“How can our country progress if we keep believing in babas and superstitions?” thundered the TV anchor, slamming his thirty-fifth pen into the desk. His own hair, perfectly in place at the start of the show, now were astray and all over the place. Much like Baba’s bhakts in Panchkula. As the thirty-sixth pen went about its short-lived life, I noticed Mr. anchor’s fingers, as the two gem-ed rings on them glinted off the studio lights.
One was to reduce the negative effects of Saturn and the other, to increase Jupiter’s positive ones.
“It’s lack of education yaar”, remarked my friend, as we were discussing how these babas manage to manipulate such a large number of people. “These uneducated people will believe anything in the name of religion and god”, he ventured further. I nodded my head in agreement, and was about to pour our first drinks for the evening, when he stopped me.
“You know I don’t drink on Tuesdays and Thursdays.”
Driving around listening to someone opine (on the radio) that it was poverty that bred superstition, I stopped at a traffic light right behind a beautiful Bentley. Worth more than an average condo, this car was modern technology defined. Even the reflection from this car was dripping with money. And then I saw it. Right under the rear bumper, bang in the middle, hung a thick strand of black threads knotted at ends.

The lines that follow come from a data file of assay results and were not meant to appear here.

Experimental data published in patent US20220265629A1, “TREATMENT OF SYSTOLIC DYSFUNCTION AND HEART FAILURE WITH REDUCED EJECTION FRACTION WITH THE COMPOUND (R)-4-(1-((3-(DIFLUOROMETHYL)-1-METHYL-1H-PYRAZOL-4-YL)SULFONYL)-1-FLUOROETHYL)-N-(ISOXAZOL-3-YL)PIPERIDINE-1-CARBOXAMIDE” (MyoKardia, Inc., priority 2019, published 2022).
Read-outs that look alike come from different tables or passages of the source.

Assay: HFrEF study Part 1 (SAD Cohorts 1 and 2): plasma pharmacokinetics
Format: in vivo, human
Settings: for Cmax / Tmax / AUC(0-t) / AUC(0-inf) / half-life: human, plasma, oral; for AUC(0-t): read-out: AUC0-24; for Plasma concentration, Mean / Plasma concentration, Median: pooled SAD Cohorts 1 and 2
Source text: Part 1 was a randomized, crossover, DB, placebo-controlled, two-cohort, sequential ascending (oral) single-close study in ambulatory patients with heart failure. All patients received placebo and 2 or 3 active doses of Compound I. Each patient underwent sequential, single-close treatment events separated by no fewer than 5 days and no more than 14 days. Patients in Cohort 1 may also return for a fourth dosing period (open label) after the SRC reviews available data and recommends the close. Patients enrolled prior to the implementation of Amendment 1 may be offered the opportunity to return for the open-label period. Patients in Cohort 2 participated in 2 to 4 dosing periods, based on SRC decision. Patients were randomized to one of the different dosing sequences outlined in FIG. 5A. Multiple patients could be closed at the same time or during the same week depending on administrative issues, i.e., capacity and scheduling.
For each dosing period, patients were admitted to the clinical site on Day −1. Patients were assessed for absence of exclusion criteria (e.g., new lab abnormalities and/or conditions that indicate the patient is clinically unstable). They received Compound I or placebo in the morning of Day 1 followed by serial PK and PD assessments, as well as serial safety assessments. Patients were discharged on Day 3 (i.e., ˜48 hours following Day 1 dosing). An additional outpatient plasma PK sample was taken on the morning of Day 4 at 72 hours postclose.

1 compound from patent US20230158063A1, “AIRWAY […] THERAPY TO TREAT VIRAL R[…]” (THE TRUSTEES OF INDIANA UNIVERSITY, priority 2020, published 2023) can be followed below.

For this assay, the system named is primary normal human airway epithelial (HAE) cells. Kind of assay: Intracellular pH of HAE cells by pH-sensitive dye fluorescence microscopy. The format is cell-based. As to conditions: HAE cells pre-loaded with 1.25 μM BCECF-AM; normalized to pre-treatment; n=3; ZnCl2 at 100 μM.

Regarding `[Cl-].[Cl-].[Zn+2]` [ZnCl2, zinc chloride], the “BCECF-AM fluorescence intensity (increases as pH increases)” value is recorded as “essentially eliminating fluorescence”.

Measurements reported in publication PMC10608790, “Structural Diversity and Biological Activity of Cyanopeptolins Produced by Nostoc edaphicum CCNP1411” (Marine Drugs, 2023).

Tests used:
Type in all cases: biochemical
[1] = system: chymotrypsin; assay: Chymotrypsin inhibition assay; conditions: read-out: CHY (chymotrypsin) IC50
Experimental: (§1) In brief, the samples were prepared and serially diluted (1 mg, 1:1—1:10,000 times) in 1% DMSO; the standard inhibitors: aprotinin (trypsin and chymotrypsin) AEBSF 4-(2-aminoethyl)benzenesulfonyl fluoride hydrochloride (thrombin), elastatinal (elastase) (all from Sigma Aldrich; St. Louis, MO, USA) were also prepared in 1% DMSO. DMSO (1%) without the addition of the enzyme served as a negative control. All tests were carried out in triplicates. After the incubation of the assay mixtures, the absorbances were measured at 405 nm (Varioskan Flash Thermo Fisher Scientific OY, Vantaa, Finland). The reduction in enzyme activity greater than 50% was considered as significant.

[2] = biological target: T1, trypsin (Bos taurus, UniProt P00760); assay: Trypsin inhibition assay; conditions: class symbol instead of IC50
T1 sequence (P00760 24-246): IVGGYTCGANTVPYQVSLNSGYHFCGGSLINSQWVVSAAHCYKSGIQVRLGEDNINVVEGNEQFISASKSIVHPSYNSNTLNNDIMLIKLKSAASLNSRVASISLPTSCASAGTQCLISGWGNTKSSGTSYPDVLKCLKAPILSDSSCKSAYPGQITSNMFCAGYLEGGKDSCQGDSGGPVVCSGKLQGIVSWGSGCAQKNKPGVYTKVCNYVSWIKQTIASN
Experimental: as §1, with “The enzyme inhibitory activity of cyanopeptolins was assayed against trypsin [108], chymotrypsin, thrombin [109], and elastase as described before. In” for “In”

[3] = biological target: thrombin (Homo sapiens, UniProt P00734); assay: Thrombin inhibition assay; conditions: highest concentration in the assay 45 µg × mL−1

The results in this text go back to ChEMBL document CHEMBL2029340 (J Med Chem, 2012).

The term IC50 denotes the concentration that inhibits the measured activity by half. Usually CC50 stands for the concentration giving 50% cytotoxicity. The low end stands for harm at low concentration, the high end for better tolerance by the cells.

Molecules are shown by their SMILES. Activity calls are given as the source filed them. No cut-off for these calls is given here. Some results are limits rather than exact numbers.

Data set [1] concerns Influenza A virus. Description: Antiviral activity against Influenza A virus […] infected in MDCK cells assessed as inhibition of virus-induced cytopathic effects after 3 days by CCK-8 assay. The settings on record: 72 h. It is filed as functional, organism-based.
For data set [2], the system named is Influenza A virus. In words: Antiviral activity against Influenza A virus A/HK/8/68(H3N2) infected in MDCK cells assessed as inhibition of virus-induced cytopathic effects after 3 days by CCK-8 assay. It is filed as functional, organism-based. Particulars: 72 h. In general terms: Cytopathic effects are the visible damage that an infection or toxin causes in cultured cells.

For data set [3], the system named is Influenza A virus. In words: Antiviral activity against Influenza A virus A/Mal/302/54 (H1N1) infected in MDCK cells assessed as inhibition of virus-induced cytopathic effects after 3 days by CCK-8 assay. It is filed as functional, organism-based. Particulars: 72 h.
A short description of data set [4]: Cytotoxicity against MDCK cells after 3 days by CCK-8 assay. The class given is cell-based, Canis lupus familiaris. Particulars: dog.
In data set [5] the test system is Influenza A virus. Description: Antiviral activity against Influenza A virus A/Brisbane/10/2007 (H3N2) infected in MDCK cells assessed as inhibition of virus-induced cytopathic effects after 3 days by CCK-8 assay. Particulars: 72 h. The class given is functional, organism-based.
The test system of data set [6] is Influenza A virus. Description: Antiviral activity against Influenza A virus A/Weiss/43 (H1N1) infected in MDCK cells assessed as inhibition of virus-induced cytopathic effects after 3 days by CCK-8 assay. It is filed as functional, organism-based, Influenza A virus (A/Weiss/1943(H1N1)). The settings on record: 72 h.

To ward off the “evil eye”.
It’s been about a fortnight since the arrest of Baba Ram Rahim. Every news site you open, will provide scandalous, lurid and lascivious detail about the murky affair. Almost anyone you speak with, will laugh at people who “followed” this baba, what with his ridiculous sense of dressing, his over the top mannerisms, and his “films”.
But I won’t do it.
I cannot get myself to.
For every time I feel the urge to do so, I’ll remember the currency notes I pushed down the slots of collection boxes at a temple in my home-town. In hopes of divine intervention in my life, by an imaginary entity.
The same currency notes that went towards building a gold dome-top for that temple, when they could’ve been spent in buying books for lesser privileged school children.
It’s not the babas who create the sheep.
It’s the sheep who can’t seem to survive without creating one.